Wednesday, May 23, 2007

The interrelation of the NAS patent report and NASA

The underpinnings of the report A PATENT SYSTEM FOR THE 21ST CENTURY are rather interesting in being supported by a contract coming from NASA:

[The study "AERONAUTICS INNOVATION: NASA’S CHALLENGES AND OPPORTUNITIES" was supported by Contract # NASW-99037, Task Order #103 between the National Academy of Sciences and the National Aeronautics and Space Administration, the SAME contract which supported "A Patent System for the 21st Century", but the NASA study on aeronautics innovation does not mention the word "patent" once in the report.]

The Aeronautics Research Mission Directorate (ARMD) of the National Aeronautics and
Space Administration (NASA) seeks to create an environment that fosters the application of the results of its R&D program in advanced airframe, engine, emissions, air safety, and air traffic control technologies. Application of the technologies developed by NASA is dependent on a variety of government and private-sector clients or customers—the airframe and aircraft engine
industries, the military services, and the regulatory and operational arms of the Federal Aviation Administration (FAA). To help produce a more robust innovation climate, ARMD asked the National Academies’ Science, Technology, and Economic Policy (STEP) Board to identify from the private and public sectors practices, tools, and methodologies that could maximize NASA’s ability to influence innovation outcomes positively.

The National Academies assembled a committee composed of experts in private-sector
technology management, public policy and administration, and economics. Included were
people experienced not only in different areas of aeronautics technology development but also in information technology, optoelectronics, and materials. The committee organized two public workshops. Participants in the first workshop included experts from industry, government, and academia who discussed the application of modern innovation techniques to a broad range of entities. The second workshop focused more directly on the aviation sector. Participants included senior industry executives, academic experts and consultants, former high-level NASA and FAA officials, and representatives from the Air Force and the FAA-based interagency Joint
Planning and Development Office, charged with coordinating federal agency efforts to plan and implement a 21st century air traffic control system in the United States.

Committee members and staff also visited three of the NASA research establishments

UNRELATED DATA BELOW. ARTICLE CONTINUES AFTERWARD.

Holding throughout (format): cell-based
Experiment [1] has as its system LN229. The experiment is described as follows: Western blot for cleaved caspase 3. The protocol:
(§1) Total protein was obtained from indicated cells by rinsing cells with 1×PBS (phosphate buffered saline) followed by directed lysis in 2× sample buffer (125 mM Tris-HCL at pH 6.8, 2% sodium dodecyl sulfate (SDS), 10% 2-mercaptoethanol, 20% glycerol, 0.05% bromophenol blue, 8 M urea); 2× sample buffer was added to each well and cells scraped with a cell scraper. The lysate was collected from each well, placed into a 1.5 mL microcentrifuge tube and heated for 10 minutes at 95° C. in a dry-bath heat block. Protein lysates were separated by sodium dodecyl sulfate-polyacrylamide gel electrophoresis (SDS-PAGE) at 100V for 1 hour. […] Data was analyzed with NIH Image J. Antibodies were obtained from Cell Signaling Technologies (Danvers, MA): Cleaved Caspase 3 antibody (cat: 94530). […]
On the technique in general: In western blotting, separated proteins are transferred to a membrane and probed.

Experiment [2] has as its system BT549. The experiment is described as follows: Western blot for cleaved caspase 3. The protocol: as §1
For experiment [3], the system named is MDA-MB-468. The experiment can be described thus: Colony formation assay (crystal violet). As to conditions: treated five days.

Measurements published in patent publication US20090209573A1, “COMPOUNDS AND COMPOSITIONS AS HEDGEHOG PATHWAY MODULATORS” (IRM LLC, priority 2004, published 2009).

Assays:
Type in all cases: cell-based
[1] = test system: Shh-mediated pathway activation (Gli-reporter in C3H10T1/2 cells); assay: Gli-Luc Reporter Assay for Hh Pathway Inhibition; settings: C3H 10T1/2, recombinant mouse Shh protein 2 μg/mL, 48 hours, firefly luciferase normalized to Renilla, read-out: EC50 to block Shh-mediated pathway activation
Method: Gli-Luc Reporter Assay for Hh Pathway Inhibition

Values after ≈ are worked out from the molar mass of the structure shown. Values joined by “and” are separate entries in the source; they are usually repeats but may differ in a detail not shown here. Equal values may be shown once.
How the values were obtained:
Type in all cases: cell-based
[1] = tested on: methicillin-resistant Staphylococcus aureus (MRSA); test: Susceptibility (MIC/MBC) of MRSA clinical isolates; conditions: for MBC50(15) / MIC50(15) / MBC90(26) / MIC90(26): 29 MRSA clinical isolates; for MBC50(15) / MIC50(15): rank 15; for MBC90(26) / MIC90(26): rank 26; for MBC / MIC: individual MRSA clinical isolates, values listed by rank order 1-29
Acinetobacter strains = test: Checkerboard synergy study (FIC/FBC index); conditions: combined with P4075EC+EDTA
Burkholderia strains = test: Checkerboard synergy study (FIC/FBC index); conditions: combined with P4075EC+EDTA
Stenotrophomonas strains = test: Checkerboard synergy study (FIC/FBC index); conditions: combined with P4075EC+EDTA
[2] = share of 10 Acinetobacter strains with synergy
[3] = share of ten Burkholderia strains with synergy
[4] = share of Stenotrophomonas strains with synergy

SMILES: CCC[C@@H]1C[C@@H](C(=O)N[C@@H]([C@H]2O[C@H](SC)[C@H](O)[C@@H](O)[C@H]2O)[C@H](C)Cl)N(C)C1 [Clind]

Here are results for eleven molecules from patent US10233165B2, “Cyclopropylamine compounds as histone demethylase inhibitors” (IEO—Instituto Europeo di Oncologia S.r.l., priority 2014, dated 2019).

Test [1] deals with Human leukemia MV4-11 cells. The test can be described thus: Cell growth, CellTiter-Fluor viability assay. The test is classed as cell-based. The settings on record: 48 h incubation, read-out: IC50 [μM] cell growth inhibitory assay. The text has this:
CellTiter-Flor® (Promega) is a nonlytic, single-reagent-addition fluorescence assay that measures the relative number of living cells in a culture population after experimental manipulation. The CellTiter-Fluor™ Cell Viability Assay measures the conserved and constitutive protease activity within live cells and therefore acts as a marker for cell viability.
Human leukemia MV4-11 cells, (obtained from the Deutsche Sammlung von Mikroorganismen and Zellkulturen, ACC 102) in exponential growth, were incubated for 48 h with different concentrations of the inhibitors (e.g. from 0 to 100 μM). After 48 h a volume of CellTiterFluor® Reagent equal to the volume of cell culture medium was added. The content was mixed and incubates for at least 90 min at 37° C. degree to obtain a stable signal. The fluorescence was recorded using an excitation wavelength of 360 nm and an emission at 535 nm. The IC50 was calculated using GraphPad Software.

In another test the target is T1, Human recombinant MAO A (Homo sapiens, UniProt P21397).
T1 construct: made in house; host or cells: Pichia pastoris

engaged in aeronautics R&D: the Ames Research Center in California, the Glenn Research
Center in Ohio, and the Langley Research Center in Virginia. ARMD has direct administrative
responsibility for Glenn and Langley as well as the Dryden Research Center in California; Ames
was recently transferred to the NASA science program office. At each of the locations we
visited, we interviewed top center managers as well as R&D program and project managers.
These interviews were supplemented by in-person or telephone discussions with other
individuals knowledgeable about NASA and the aerospace industry. Of course, NASA
headquarters officials participated in the workshops and committee staff conferred with them
throughout the project.
The committee thoroughly reviewed the large volume of reports in the past few years on
the aerospace industry and government policies affecting it. These efforts ranged from broad
assessments of the future of the U.S. industry by government commissions and such private
organizations as the Aerospace Industries Association to technical evaluations of the quality of
NASA’s aeronautics program by committees assembled under the National Academies’
Aeronautics and Space Engineering Board. The reports conclude that the nation has pressing
economic and security needs in aviation ranging from meeting increasing international
competition in aircraft and engines to expanding air travel capacity while maintaining safety and
reducing adverse environmental impacts. In addressing these needs, NASA can play an
Copyright © National Academy of Sciences. All rights reserved.
Aeronautics Innovation: NASA's Challenges and Opportunities
important role that is not served by other parties. Previous National Academies’ reports have
found that NASA’s R&D portfolio generally exhibits high technical merit. Our committee
accepted this judgment, as we lacked the breadth of expertise to make an independent evaluation
of the technical merit of the agency’s activities. Finally, the committee reviewed the recent
budget history and personnel profile of the NASA aeronautics program, including congressional
testimony on the President’s FY 2006 budget request.
A vivid picture emerged from the workshops, center visits, consultations, literature
review, and budget analysis. Despite strong private-sector support for a broad and robust federal
government role in civil aeronautics technology development, Congress and recent
administrations have not come to terms on what are widely regarded as nationally important
NASA aeronautics missions and the level of resources needed to address them effectively and in
a timely fashion. On the contrary, the budget has declined steadily over a seven-year period. In
response, ARMD and its predecessors have attempted to do as much or more with less, spreading
resources too thinly to ensure their effectiveness and the application of the R&D results. This
has been a growing problem for several years, but it was brought home most forcefully by the
President’s FY 2006 request for a sharply reduced ARMD budget, forcing a radical scaling back
of the Vehicle Systems Program (VSP) R&D to pursue only a few of the technology
development activities in its portfolio. Furthermore, the administration’s out-year budget
projections to 2010 showed a 50 percent decrease in the aeronautics R&D budget and personnel